The Mystery in the Milkweed
Breanna Gosh, summer naturalist intern at Woodland Dunes
There are many creatures that can be found in the milkweed, from Monarchs to Milkweed Beetles, from Aphids to Lady Beetles. Birds, such as the Yellow Warbler and the Indigo Bunting, often use milkweed seeds as nesting material. While perusing through milkweed plants in search of Monarch caterpillars for an education program, Jess and I came across a tree frog perching on a milkweed leaf. This tree frog piqued my interest because it was a tree frog unlike any that I had seen before – it was lime green!
I immediately researched the tree frogs of Wisconsin, trying to identify the species of which we found. As it turns out, two of the five tree frog species that can be found in Wisconsin are so closely related that it proves very difficult to identify one from the other. Tree frogs in general, however, are very distinct from other kinds of frogs. They have adapted to require less access to water. Regular frogs, like Green frogs and Leopard frogs, need frequent access to standing water. Additionally, the anatomy of a tree frog is very different than that of a regular frog. Regular frogs have long, strong back legs, designed for swimming and hopping, and short front legs, designed for navigating through the water and catching the ground while hopping. Regular frogs have webbed feet to help them swim. Tree frogs, on the other hand, have sticky pads on their feet to make them more efficient tree climbers. Their limbs are about equal in size – this helps them climb, leap, and land from branch to branch.
The frog that we found in the milkweed is either an Eastern Gray tree frog or a Cope’s tree frog. After researching these two species, I have quickly discovered that they are very similar. They are so similar that they actually have the same set of chromosomes; the Eastern Gray tree frog just has twice as many! Both species have a varying appearance – they range in colors from gray, green, and brown. They are also able to change colors based on their surroundings. The Eastern Gray tree frog tends to be a little larger than the Cope’s tree frog, but the difference in size is so miniscule that it can’t be used to determine the species.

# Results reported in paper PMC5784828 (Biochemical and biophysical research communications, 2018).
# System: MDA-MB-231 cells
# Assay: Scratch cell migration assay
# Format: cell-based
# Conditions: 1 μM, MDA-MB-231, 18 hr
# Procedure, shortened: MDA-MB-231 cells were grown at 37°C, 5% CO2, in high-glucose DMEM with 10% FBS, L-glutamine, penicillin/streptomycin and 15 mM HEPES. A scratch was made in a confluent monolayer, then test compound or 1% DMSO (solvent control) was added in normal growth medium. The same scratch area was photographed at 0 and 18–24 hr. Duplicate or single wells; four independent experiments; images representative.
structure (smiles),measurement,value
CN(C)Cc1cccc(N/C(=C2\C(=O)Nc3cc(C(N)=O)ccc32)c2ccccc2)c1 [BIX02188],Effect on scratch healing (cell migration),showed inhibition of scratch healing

Naturalists from areas in which these two species live have claimed that the only true way to tell these two species apart is by their call, for the Eastern Gray tree frog has a three-second trill and the call of the Cope’s tree frog is a more rapid, nasal trill. Frog communication researcher Dr. Carl Gerhardt from the University of Missouri has found that the difference in the number of chromosomes is responsible for the difference in the calls between the two species. An interesting fact that Dr. Gerhardt has discovered is when the temperature is about 75 degrees Fahrenheit, both calls change and become more distinct. In warm weather, the call of the Eastern Gray tree frog has distinct pulses, whereas the Cope’s tree frog sounds more like a buzz.
It appears as if the mystery in the milkweed may only be able to be solved by a night spent in the prairie, intently listening and distinguishing the trills.
Photo is an eastern gray tree frog taken at Woodland Dunes by Nancy Nabak